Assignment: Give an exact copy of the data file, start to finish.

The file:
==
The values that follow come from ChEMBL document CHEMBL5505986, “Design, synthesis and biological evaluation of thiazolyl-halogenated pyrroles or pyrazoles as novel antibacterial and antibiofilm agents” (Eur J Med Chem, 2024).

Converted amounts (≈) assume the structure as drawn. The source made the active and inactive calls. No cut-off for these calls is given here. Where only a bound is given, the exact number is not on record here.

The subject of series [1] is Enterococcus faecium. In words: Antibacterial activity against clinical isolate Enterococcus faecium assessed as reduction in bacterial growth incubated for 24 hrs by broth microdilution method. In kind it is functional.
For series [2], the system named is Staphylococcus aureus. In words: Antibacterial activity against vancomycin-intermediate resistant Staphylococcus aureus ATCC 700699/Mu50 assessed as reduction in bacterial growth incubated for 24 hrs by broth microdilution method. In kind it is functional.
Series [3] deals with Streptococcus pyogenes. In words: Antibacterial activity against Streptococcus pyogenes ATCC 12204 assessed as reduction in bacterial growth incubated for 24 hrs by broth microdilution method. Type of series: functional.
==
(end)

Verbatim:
The values that follow come from ChEMBL document CHEMBL5505986, “Design, synthesis and biological evaluation of thiazolyl-halogenated pyrroles or pyrazoles as novel antibacterial and antibiofilm agents” (Eur J Med Chem, 2024).

Converted amounts (≈) assume the structure as drawn. The source made the active and inactive calls. No cut-off for these calls is given here. Where only a bound is given, the exact number is not on record here.

The subject of series [1] is Enterococcus faecium. In words: Antibacterial activity against clinical isolate Enterococcus faecium assessed as reduction in bacterial growth incubated for 24 hrs by broth microdilution method. In kind it is functional.
For series [2], the system named is Staphylococcus aureus. In words: Antibacterial activity against vancomycin-intermediate resistant Staphylococcus aureus ATCC 700699/Mu50 assessed as reduction in bacterial growth incubated for 24 hrs by broth microdilution method. In kind it is functional.
Series [3] deals with Streptococcus pyogenes. In words: Antibacterial activity against Streptococcus pyogenes ATCC 12204 assessed as reduction in bacterial growth incubated for 24 hrs by broth microdilution method. Type of series: functional.